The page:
When we look from this perspective we could think even further and so also hearing, smelling and tasting can also be seen as other different sensitivities of our biggest organ: the skin. Perhaps touch was not enough to survive, so nature had to develop further strategies of touch… something that could provide important information by indirect contact from a distance by smelling, hearing, or seeing. In German, we have the phrase “mit Augen abtasten” which means “to palpate something or somebody with the eyes”. In English, we say “it touched me” if something like a picture or a song makes you feel strong, like how you felt with Patti Smith’s song.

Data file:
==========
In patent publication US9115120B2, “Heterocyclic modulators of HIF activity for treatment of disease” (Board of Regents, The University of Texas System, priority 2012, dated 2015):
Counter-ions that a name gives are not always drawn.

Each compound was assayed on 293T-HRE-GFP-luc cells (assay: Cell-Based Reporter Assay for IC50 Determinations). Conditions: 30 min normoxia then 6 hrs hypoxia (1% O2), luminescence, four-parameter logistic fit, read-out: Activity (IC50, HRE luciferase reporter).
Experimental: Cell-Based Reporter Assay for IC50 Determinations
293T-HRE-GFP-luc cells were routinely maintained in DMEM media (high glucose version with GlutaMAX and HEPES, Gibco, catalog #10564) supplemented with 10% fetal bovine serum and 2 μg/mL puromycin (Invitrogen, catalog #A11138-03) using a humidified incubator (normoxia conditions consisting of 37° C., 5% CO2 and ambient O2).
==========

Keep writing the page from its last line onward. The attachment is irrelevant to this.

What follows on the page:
ATV: Mark Patterson in “Seeing With Hands Blindness Vision and Touch After Descartes”, describes an interesting situation: a patient’s first reaction after going through cataract surgery and thus recovering sight, was that the objects touched his eyes the same way his hands would perceive objects around him. His recovery was like nothing seen before, “a near-instantaneous collocation between tactile, auditory and visual sensations” (Patterson, p. 61). There was, however, across model transfer from touch to vision. The real world did not correlate with this idea after he was acclimatized to this new visual world in this and there was a disappointment in this: “it was the promise of correlating his tactile experience with his new visual abilities that most impressed him” (Patterson, p. 67). And I bring forward this idea of the relationship between touch and vision as ways of connecting with the world. If, in order to see, we need distance, in order to touch we must come closer (Barker, p. 27). Then there’s a connection between proximity and distance seeing and touching. Some of your artworks have this connection too, you need to come closer to interact with them but also some distance in order to see. How do you see this relationship unfolding, especially now that physical distancing is required? Will touch remain an integral part of your practice?